Fuelling the creative economy through creative collaboration

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When crisis strikes, the creative economy is often a canary in the coal mine. Covid-19 has been no different: in the worst days of the pandemic, nearly half of all dancers and actors were unemployed, in the United States alone. Independent music venues across the globe shut their doors. As any artist can tell you, the Covid crisis is not over and how they recover is a signal for the entire economy.

In the face of intersecting challenges, the need for impact investing has become more urgent than ever before. This growing movement connects patient, desperately needed capital with innovative, market-based solutions that simultaneously produce both financial and cultural returns. By unlocking new resources, and connecting across sectors, we can address this crisis head on, while empowering artists and creatives and supporting the larger economy. 

After all, no crisis can be solved in isolation – all the government and philanthropic assets in the world are a pittance compared to the massive scale of our environmental, social, health, and, yes, cultural liabilities. To meet this moment, we will need financial communities and fine art communities, pension fund managers and performing artists, all working in collaboration.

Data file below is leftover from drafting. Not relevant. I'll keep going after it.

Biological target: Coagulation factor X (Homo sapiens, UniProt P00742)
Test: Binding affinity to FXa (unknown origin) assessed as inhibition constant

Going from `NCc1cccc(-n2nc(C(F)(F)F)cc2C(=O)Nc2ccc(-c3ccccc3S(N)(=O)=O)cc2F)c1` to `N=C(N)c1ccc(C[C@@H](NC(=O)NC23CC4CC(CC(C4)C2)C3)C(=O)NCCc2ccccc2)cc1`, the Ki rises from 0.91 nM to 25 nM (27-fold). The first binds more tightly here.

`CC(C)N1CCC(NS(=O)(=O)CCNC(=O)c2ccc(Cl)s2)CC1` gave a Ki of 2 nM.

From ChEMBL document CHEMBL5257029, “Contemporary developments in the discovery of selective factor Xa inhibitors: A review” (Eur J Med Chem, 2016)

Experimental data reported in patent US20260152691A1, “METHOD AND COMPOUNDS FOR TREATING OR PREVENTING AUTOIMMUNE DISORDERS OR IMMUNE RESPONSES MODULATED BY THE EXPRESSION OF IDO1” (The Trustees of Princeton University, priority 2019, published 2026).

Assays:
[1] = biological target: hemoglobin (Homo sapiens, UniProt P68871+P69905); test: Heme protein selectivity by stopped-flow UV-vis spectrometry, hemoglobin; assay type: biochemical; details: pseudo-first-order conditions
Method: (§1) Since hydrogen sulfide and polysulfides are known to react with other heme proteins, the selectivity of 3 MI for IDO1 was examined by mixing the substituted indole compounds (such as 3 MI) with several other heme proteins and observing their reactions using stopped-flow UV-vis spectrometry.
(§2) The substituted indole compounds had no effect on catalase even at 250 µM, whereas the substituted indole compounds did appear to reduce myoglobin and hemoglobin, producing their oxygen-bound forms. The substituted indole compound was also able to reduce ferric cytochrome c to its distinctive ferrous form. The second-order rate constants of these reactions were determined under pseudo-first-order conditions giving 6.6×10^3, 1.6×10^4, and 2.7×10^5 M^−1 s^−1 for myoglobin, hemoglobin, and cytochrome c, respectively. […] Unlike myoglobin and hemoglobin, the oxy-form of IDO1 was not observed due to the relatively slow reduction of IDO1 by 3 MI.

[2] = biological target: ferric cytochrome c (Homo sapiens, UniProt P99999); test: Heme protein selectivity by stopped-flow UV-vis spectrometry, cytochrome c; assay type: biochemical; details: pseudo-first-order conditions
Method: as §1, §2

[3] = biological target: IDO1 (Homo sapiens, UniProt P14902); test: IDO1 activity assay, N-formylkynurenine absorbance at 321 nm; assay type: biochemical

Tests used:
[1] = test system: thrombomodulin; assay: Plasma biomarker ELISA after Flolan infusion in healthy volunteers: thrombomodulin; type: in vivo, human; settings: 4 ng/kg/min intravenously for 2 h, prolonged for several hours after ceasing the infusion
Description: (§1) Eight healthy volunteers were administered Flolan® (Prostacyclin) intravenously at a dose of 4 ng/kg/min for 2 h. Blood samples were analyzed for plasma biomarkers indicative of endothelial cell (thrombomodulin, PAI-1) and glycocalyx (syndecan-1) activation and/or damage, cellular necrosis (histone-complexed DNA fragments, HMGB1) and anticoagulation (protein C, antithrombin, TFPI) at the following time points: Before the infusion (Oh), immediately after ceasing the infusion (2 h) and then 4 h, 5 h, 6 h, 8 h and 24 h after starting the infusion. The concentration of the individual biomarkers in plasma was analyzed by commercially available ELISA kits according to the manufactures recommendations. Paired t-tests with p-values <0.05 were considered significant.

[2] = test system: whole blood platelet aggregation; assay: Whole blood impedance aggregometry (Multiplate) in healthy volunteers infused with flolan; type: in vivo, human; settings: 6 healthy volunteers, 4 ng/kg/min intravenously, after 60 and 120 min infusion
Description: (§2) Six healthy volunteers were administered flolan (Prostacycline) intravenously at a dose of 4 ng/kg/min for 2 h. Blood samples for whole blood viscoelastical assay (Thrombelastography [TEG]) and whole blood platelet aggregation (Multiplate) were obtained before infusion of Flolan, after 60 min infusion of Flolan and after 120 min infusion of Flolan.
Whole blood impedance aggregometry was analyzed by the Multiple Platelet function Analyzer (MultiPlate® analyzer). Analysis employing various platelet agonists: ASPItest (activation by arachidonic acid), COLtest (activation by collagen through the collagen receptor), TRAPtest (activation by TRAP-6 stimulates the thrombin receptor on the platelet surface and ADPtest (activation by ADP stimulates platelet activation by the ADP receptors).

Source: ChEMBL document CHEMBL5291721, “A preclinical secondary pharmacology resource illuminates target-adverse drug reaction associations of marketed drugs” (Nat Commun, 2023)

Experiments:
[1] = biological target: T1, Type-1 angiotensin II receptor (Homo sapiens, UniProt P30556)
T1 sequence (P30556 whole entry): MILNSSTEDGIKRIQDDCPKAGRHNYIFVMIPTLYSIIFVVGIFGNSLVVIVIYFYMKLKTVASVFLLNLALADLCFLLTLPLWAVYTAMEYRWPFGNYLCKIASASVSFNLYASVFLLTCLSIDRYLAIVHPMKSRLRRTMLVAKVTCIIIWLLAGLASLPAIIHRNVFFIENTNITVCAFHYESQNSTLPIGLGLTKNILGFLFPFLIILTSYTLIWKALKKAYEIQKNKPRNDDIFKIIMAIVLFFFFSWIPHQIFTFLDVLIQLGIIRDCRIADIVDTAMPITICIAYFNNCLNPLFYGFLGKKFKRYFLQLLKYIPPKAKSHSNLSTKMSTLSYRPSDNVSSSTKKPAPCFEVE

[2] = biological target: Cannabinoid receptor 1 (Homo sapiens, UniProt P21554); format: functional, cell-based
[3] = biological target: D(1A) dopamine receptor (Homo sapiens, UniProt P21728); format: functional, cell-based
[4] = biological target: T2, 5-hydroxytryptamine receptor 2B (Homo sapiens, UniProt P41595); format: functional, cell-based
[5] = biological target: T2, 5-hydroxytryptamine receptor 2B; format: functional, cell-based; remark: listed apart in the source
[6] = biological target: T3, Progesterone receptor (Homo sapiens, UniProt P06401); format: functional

Fortunately, thanks to organisations like Upstart Co-Lab and their partners Nesta’s Arts & Culture Finance and Fundación Compromiso, impact investors are already spurring just that. Creatives can now leverage private-sector tools, while private-sector actors can harness new creative energy to achieve our shared goals.

At the Ford Foundation, we’ve been implementing impact investing principles to fund businesses and nonprofits alike, grow our grantmaking capacity and deploy our assets in more creative ways. Through our Mission Investments programme and our historic social bond sales, we have expanded our ability to support critical work across the globe, including and especially in the creative sector. Indeed, the arts are essential because they are the oxygen of our democracy, a vital source of hope—and as my colleague Christine Looney reminds us in her essay, working closely with creatives gives our communities immense ‘hope for change’. 

For all these reasons, I am proud and grateful to introduce this brilliant collection. From fine arts to finance, performance spaces to private equity firms, every creative community and investing institution can benefit from this work. Taken together, these essays offer a blueprint for recovery – one we must follow for the sake of our creative economy, and the world.

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